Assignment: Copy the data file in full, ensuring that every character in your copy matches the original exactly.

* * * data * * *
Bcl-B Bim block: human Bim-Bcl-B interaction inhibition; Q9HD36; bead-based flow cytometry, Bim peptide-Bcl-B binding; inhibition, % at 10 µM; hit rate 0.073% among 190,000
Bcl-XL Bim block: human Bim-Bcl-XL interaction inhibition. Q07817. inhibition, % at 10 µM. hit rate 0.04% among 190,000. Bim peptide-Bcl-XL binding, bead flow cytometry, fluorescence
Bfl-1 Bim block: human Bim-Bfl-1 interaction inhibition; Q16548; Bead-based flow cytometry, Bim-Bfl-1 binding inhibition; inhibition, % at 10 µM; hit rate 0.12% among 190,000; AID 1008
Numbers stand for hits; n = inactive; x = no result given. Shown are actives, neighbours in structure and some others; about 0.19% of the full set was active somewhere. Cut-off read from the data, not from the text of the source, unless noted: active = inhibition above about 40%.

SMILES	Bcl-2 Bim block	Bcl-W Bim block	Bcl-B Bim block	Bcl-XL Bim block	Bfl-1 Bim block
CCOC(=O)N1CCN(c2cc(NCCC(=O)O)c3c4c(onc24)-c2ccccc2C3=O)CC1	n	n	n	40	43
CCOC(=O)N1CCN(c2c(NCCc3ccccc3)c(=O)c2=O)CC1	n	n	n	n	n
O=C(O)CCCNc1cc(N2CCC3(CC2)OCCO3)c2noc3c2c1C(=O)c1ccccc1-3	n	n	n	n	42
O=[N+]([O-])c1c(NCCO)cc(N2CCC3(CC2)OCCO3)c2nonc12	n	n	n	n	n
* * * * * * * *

Bcl-B Bim block: human Bim-Bcl-B interaction inhibition; Q9HD36; bead-based flow cytometry, Bim peptide-Bcl-B binding; inhibition, % at 10 µM; hit rate 0.073% among 190,000
Bcl-XL Bim block: human Bim-Bcl-XL interaction inhibition. Q07817. inhibition, % at 10 µM. hit rate 0.04% among 190,000. Bim peptide-Bcl-XL binding, bead flow cytometry, fluorescence
Bfl-1 Bim block: human Bim-Bfl-1 interaction inhibition; Q16548; Bead-based flow cytometry, Bim-Bfl-1 binding inhibition; inhibition, % at 10 µM; hit rate 0.12% among 190,000; AID 1008
Numbers stand for hits; n = inactive; x = no result given. Shown are actives, neighbours in structure and some others; about 0.19% of the full set was active somewhere. Cut-off read from the data, not from the text of the source, unless noted: active = inhibition above about 40%.

SMILES	Bcl-2 Bim block	Bcl-W Bim block	Bcl-B Bim block	Bcl-XL Bim block	Bfl-1 Bim block
CCOC(=O)N1CCN(c2cc(NCCC(=O)O)c3c4c(onc24)-c2ccccc2C3=O)CC1	n	n	n	40	43
CCOC(=O)N1CCN(c2c(NCCc3ccccc3)c(=O)c2=O)CC1	n	n	n	n	n
O=C(O)CCCNc1cc(N2CCC3(CC2)OCCO3)c2noc3c2c1C(=O)c1ccccc1-3	n	n	n	n	42
O=[N+]([O-])c1c(NCCO)cc(N2CCC3(CC2)OCCO3)c2nonc12	n	n	n	n	n